Why? The questions that analyst firms and we used to ask retailers about the point(s) in the customer journey where mobile is used are now bunk. You can’t predict and you can’t generalize where and how shoppers will access mobile. That approach meant pigeon-holing mobile as part of a larger strategy, whereas today’s goal of omnichannel commerce is that touchpoints need to work together, interchangeably on the shopper’s terms. Mobile actions don’t fit in a box – neither do in-store or Website needs anymore. Predicting doesn’t work. This is why having a great mobile Website with zero access friction is critical.
All digital experiences must be linked – both from backend data and tooling perspectives, and in the customer-facing experience. The mobile Website cannot just be a watered-down version of the core desktop Website. Yes, it must be optimized for the footprint, like giving high visibility to the most popular mobile actions, accessible with the fewest number of finger taps.
When a shopper takes out their phone to interact with a retailer – whether to look at reviews in store, access their shopping cart loaded from their laptop, or begin and complete a transaction from their device, make sure everything is available, familiar, and easy to navigate. Having the same internal tooling running the digital experience across touchpoints will ensure that personalized merchandising and content that consumers want is available wherever they want it.
If your mobile Web site is not optimized, it’s far more hurtful to your brand than lack of a native app. Period.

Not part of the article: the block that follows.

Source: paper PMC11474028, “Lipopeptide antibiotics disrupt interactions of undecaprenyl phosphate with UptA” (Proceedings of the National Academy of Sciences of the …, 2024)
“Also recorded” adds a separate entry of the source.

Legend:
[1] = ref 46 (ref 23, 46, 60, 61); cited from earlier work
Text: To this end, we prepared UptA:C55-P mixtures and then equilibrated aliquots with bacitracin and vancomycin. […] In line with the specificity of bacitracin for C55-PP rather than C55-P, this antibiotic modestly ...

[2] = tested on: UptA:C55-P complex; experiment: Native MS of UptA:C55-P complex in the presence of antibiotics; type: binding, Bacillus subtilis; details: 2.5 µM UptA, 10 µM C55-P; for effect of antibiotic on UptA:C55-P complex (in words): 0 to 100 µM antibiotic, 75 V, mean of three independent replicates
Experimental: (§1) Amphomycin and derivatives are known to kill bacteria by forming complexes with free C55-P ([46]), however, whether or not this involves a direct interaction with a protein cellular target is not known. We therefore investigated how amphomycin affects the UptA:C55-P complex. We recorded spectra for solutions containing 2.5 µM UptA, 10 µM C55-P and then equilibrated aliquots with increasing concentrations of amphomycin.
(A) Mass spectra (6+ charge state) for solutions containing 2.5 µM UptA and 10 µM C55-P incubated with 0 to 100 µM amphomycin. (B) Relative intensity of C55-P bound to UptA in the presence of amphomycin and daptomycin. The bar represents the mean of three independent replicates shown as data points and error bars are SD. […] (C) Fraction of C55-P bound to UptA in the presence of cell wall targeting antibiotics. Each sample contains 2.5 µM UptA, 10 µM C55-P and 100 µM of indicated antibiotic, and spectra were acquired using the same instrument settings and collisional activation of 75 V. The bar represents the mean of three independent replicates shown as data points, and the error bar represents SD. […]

This is why, for the masses (all of your loyal customers and the millions of anonymous shoppers out there) mobile Web is where it’s at. Sure, your most loyal customers may download an app, and that’s a great opportunity to extend a VIP experience, but what about acquiring new customers? What about shoppers who will never download an app? And what about mobile device fragmentation: how do you select which app(s) to build out and support if you don’t have the resources? Enter mobile Web. If a retailer’s goal is to sell to the masses, mobile Web is the greatest opportunity to do that.
Luxury retailer Molton Brown went with the mobile Web approach, launching their Oracle Commerce powered mobile Websites in North America, Europe, Australia and Japan. The awesome thing is that Molton Brown is extending the same tooling powering their core Website experience to the mobile channel, so experiences are connected, and internal management is simplified. We helped them take a lot of the guesswork out of developing the mobile experience with a reference store – helping them get live quickly with mobile best practices baked in to the product. It’s a great example of what the Molton Brown calls “another step in our strategy for providing a truly seamless omni-channel experience for our customers.”
Retail has come a long way in the short history of mobile commerce. And with mobile still in its infancy, more change is coming. But if retailers don’t have the budget or internal resources to run a double-pronged app(s) and mobile Web strategy, mobile Web gets retailers the biggest bang for their buck, greater usage, and increased loyalty over time.